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A 4-day mindfulness-based cognitive behavioural intervention program for CFS/ME. An open study, with one-year follow-up, 2018, Stubhaug et al

Discussion in 'PsychoSocial ME/CFS Research' started by JaimeS, Dec 14, 2018.

  1. Kalliope

    Kalliope Senior Member (Voting Rights)

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    A Norwegian blogger has written a post about the study where even more critical points are made.
    I'm too brainfogged to get a hang of all the details, but here is the google translation in case someone are able to have a closer look.

    (Is the translation readable? Feel free to tag me if some parts are unclear and I'll be happy to try to translate)

    ToTo Neuroimmunologisk Kurativ Behandling: På ME-fronten: Bjarte Stubhaug med grovt forskningsetisk overtramp
    google translation: At the ME-frontline: Bjarte Stubhaug with severe research ethical oversteps

    Not in my wildest imagination, had I thought that researchers would misuse the PACE study's unregulated, as in unapproved protocol change, and then call it a new consensus for measurement efficacy in treatment studies for patients with Myalgic Encephalopathy (ME) disease. This has actually happened in publication with psychiatrist Bjarte Stubhaug with the health trust Helse Fonna 's best blessing. This is not only grossly unethical in terms of research, but it is immoral and grossly fraudulent, as in not good research practice.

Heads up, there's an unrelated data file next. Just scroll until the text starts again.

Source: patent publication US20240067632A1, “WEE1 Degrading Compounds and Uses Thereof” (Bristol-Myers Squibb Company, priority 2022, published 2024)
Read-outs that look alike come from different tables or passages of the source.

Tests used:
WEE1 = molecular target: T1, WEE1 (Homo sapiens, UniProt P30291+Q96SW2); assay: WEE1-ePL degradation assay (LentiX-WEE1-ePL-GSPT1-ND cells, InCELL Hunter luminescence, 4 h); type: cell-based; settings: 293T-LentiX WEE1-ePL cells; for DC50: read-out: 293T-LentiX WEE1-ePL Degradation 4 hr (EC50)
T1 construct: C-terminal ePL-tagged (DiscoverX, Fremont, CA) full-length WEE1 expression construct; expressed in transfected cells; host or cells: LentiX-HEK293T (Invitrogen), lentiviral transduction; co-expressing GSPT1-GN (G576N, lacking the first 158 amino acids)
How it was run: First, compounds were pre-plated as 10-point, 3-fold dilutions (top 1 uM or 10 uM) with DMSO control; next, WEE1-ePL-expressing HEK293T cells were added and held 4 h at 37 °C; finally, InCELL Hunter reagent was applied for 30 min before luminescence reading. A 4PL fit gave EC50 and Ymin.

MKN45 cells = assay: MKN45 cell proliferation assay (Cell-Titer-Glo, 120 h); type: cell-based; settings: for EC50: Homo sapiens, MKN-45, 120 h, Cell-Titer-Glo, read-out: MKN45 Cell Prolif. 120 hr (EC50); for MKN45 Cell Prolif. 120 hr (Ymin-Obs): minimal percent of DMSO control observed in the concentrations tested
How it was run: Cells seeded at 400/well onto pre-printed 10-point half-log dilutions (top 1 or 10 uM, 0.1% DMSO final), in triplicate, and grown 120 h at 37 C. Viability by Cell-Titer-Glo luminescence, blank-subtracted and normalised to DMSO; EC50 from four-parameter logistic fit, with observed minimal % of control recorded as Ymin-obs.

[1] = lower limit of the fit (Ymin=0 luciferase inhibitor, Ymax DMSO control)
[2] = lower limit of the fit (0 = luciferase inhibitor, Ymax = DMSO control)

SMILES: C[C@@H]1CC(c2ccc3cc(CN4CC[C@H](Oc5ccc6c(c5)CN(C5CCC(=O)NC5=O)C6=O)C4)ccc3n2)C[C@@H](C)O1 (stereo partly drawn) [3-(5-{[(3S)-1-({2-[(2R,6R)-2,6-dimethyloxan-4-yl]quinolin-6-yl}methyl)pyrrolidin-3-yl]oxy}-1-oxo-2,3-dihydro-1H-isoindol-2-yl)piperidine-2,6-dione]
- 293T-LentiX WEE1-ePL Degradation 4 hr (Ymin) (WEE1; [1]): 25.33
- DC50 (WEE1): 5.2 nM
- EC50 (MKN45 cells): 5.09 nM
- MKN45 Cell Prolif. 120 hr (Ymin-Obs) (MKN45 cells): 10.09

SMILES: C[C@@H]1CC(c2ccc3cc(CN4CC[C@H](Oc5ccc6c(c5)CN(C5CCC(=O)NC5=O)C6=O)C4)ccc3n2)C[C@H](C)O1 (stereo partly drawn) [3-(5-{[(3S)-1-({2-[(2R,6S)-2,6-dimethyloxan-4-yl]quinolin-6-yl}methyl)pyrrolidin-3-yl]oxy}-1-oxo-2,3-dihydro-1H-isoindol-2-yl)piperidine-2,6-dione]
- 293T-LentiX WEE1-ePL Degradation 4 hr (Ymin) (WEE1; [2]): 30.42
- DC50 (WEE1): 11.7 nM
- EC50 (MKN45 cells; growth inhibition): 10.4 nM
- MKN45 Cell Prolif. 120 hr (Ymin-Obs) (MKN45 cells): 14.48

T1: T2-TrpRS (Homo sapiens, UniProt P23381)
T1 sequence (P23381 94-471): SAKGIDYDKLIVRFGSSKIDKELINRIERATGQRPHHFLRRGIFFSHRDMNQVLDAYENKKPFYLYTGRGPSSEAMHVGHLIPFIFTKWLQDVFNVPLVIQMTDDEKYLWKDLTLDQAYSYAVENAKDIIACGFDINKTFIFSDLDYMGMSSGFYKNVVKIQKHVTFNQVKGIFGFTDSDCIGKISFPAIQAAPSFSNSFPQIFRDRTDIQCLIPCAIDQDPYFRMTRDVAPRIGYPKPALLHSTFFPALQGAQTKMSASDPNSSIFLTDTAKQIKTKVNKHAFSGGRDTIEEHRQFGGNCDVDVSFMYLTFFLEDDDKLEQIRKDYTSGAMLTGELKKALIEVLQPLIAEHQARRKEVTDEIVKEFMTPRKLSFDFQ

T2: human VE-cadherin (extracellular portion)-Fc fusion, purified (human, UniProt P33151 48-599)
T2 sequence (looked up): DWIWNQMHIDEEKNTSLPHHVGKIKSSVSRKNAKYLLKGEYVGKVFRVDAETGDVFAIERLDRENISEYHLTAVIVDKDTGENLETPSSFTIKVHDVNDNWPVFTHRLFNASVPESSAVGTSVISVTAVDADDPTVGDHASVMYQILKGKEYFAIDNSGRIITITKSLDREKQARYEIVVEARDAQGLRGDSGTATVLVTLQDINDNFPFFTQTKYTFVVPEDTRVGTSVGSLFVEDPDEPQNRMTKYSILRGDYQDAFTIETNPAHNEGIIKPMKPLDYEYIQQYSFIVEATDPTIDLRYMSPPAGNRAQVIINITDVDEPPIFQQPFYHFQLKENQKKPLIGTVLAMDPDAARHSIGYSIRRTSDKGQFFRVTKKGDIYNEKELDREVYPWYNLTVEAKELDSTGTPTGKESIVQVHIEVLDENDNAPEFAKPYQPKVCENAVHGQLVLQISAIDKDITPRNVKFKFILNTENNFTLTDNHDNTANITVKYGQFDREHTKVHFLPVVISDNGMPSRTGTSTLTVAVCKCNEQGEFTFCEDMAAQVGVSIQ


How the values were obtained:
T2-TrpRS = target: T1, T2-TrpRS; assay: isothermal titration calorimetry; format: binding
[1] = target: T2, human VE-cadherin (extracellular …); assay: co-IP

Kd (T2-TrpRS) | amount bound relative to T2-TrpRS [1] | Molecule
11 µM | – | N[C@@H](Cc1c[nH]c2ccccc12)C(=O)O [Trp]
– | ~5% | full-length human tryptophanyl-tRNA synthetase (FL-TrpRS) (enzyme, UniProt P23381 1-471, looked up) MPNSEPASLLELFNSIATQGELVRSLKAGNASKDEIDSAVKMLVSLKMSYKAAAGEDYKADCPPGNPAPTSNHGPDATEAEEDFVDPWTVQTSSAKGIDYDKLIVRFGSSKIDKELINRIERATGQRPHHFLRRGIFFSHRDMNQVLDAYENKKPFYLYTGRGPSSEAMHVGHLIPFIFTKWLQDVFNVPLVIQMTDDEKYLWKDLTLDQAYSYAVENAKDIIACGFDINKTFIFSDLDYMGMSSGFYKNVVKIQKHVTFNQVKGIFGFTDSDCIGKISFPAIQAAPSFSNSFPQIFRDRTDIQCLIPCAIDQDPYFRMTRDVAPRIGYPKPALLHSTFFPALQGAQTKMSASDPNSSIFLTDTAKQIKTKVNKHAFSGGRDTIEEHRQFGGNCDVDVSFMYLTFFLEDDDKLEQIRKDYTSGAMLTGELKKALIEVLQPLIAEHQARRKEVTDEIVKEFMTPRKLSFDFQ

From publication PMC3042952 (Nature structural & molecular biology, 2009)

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  2. rvallee

    rvallee Senior Member (Voting Rights)

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    Accepting PACE as solid evidence has the implication of declaring that anyone of any age functioning at the level of an average 80 year-old is perfectly healthy and fit. It's the premise of the trial, that this is the threshold at which someone, of any age, is "within normal range". This entirely redefines what it means to be fit and healthy to a degree that is basically close to death.

    Researchers can't cherry-pick parts of a paper while ignoring the parts they don't like. They come in a single unified package. If they point to PACE as good evidence, they agree to that redefinition and all that it implies. And since The Lancet and Cochrane agree to that redefinition, then I guess we almost solved disease because 95% of the world's population is now fit, healthy and free of illness based on this new definition.

    There's a good reason subjective research is generally not taken as evidence, it's just not credible. Carving arbitrary exceptions does not solve that problem and anyone building a kingdom on it will inevitably be revealed to be incompetent, a fool, or more like an incompetent fool.
     
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  3. Forbin

    Forbin Senior Member (Voting Rights)

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    History shows that this is not always good advice.

    BK.jpg
     
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  4. Kalliope